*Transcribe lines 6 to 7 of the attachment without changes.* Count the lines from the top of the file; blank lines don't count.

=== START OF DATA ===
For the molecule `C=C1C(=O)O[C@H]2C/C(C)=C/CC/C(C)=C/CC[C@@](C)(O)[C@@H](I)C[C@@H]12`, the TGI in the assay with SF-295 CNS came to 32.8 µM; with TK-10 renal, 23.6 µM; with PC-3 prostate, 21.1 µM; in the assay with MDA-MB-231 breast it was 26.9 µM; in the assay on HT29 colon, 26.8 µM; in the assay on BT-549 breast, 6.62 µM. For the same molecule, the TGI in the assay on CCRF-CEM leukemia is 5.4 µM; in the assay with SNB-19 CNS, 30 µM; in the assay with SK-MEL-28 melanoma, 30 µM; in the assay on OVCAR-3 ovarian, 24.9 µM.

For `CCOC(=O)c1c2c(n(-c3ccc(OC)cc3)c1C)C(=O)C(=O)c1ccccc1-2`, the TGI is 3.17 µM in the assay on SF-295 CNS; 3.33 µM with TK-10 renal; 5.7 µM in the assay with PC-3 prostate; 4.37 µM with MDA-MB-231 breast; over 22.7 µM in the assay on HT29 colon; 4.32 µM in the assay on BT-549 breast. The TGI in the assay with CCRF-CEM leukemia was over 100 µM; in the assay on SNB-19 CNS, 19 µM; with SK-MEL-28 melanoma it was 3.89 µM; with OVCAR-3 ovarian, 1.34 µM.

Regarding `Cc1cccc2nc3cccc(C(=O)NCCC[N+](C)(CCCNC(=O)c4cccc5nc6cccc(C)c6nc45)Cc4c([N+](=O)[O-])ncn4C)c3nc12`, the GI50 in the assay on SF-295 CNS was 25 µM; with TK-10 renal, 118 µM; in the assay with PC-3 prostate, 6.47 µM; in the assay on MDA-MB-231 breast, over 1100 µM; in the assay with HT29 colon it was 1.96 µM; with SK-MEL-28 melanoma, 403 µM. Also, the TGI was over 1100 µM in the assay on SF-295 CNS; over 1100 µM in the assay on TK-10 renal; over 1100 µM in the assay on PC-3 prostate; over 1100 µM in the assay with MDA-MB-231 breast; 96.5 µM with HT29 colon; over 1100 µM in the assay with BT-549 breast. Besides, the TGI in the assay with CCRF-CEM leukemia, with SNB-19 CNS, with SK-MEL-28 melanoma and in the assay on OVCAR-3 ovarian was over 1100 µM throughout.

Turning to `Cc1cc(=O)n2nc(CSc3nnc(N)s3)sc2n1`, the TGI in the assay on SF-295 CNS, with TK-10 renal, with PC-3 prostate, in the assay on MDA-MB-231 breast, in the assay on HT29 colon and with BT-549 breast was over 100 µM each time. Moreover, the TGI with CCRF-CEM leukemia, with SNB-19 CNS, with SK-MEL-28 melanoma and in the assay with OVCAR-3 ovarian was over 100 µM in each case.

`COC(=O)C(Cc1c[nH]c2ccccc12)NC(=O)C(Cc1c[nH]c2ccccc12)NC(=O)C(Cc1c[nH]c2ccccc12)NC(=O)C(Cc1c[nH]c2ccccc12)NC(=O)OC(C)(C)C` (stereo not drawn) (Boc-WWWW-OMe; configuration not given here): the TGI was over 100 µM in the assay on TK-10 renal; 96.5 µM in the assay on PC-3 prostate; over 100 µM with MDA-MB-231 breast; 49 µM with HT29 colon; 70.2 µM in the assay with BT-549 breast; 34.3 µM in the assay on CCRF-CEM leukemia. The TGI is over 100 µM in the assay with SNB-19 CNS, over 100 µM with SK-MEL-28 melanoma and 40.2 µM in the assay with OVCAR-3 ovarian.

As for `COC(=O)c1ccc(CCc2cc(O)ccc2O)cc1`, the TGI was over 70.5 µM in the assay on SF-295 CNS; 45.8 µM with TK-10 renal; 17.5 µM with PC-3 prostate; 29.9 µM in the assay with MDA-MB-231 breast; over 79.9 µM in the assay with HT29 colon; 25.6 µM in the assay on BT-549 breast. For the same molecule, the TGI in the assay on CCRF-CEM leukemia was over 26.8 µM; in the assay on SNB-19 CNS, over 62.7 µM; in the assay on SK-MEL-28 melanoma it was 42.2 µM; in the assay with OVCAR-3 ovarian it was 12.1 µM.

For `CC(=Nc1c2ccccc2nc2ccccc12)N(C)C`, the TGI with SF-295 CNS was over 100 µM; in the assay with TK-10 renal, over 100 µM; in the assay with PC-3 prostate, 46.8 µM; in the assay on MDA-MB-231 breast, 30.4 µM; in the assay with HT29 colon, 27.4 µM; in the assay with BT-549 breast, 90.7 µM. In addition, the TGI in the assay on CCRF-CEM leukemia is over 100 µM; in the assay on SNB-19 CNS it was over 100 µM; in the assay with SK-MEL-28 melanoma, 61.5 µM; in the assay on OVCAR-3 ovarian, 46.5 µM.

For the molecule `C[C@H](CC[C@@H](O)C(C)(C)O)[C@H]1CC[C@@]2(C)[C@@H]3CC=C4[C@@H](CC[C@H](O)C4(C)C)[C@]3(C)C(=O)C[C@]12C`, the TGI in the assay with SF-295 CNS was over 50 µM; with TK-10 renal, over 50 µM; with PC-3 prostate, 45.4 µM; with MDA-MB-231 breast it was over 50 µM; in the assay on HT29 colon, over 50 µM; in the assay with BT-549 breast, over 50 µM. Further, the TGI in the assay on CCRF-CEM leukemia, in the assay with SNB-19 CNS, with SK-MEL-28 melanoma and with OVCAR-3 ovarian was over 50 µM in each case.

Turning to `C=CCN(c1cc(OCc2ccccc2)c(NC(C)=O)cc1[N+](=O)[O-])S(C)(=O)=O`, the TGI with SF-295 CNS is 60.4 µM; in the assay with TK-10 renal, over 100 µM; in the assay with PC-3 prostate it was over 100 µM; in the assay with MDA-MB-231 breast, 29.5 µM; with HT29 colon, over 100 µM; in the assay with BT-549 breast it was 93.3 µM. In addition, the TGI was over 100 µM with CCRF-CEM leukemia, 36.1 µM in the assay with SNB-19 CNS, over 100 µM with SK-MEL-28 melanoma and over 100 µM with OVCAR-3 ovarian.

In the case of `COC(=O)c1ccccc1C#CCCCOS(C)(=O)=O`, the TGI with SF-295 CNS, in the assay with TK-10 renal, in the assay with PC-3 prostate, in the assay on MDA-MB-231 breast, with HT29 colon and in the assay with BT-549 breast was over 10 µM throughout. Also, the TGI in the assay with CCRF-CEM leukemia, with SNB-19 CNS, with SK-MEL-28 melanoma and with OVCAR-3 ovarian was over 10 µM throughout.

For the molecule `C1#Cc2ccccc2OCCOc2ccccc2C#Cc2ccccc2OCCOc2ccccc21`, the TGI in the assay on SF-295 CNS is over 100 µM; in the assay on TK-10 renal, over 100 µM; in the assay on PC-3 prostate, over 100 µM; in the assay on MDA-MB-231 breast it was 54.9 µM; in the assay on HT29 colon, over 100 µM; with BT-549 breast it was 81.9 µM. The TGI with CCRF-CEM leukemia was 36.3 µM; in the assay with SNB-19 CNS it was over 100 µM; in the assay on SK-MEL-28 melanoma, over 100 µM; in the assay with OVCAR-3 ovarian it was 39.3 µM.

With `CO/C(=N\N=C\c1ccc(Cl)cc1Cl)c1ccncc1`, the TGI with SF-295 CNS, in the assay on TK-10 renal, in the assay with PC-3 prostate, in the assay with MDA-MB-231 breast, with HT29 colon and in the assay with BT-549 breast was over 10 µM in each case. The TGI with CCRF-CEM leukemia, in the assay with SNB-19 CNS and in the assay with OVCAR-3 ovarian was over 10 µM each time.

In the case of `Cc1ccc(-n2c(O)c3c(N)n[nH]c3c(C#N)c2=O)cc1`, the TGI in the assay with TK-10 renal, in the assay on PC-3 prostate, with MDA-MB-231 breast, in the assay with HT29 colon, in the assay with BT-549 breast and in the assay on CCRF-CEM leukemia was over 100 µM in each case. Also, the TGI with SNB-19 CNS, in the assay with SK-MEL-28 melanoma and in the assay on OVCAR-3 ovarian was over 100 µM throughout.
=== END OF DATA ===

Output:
As for `COC(=O)c1ccc(CCc2cc(O)ccc2O)cc1`, the TGI was over 70.5 µM in the assay on SF-295 CNS; 45.8 µM with TK-10 renal; 17.5 µM with PC-3 prostate; 29.9 µM in the assay with MDA-MB-231 breast; over 79.9 µM in the assay with HT29 colon; 25.6 µM in the assay on BT-549 breast. For the same molecule, the TGI in the assay on CCRF-CEM leukemia was over 26.8 µM; in the assay on SNB-19 CNS, over 62.7 µM; in the assay on SK-MEL-28 melanoma it was 42.2 µM; in the assay with OVCAR-3 ovarian it was 12.1 µM.

For `CC(=Nc1c2ccccc2nc2ccccc12)N(C)C`, the TGI with SF-295 CNS was over 100 µM; in the assay with TK-10 renal, over 100 µM; in the assay with PC-3 prostate, 46.8 µM; in the assay on MDA-MB-231 breast, 30.4 µM; in the assay with HT29 colon, 27.4 µM; in the assay with BT-549 breast, 90.7 µM. In addition, the TGI in the assay on CCRF-CEM leukemia is over 100 µM; in the assay on SNB-19 CNS it was over 100 µM; in the assay with SK-MEL-28 melanoma, 61.5 µM; in the assay on OVCAR-3 ovarian, 46.5 µM.